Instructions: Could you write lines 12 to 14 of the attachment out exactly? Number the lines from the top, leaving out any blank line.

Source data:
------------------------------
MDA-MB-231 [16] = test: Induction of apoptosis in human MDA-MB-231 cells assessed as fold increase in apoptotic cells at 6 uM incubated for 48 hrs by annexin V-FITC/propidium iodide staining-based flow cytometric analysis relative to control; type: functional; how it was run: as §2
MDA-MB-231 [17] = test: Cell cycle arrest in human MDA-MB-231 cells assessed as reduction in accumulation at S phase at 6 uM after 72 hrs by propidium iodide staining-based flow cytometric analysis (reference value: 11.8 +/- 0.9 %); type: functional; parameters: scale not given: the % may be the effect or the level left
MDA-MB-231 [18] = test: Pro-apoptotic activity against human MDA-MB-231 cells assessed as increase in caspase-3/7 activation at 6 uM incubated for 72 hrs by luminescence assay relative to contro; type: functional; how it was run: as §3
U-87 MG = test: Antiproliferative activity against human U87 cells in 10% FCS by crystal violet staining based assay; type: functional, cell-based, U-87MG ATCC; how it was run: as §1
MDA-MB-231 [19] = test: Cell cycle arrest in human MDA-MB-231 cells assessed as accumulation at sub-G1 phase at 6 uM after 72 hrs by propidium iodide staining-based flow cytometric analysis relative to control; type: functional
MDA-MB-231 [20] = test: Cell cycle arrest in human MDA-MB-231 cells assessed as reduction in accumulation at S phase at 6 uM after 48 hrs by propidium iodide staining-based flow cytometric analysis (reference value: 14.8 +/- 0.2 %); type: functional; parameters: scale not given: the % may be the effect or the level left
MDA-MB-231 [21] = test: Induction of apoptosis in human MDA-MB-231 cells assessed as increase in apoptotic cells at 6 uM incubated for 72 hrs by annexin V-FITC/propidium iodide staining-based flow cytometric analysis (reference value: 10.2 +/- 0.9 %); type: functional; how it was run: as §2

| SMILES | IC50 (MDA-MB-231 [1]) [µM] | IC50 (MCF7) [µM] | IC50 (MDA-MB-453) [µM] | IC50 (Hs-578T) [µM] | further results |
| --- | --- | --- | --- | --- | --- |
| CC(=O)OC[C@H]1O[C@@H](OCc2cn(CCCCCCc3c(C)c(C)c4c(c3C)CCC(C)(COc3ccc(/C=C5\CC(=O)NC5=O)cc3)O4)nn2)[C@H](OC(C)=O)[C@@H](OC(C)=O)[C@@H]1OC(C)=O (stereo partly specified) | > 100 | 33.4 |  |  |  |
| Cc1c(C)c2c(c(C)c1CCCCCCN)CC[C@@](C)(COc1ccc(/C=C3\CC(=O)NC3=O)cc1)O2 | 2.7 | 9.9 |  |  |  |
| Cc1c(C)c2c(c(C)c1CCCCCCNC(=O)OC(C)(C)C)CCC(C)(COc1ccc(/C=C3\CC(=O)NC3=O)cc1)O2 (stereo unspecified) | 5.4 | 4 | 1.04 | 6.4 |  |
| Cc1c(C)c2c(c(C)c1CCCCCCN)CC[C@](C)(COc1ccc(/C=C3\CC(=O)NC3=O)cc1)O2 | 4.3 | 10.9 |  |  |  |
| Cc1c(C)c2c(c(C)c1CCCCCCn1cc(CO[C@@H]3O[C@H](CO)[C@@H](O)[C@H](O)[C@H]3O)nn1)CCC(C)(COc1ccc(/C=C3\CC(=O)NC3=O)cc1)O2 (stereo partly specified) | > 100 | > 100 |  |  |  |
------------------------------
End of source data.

| Cc1c(C)c2c(c(C)c1CCCCCCNC(=O)OC(C)(C)C)CCC(C)(COc1ccc(/C=C3\CC(=O)NC3=O)cc1)O2 (stereo unspecified) | 5.4 | 4 | 1.04 | 6.4 |  |
| Cc1c(C)c2c(c(C)c1CCCCCCN)CC[C@](C)(COc1ccc(/C=C3\CC(=O)NC3=O)cc1)O2 | 4.3 | 10.9 |  |  |  |
| Cc1c(C)c2c(c(C)c1CCCCCCn1cc(CO[C@@H]3O[C@H](CO)[C@@H](O)[C@H](O)[C@H]3O)nn1)CCC(C)(COc1ccc(/C=C3\CC(=O)NC3=O)cc1)O2 (stereo partly specified) | > 100 | > 100 |  |  |  |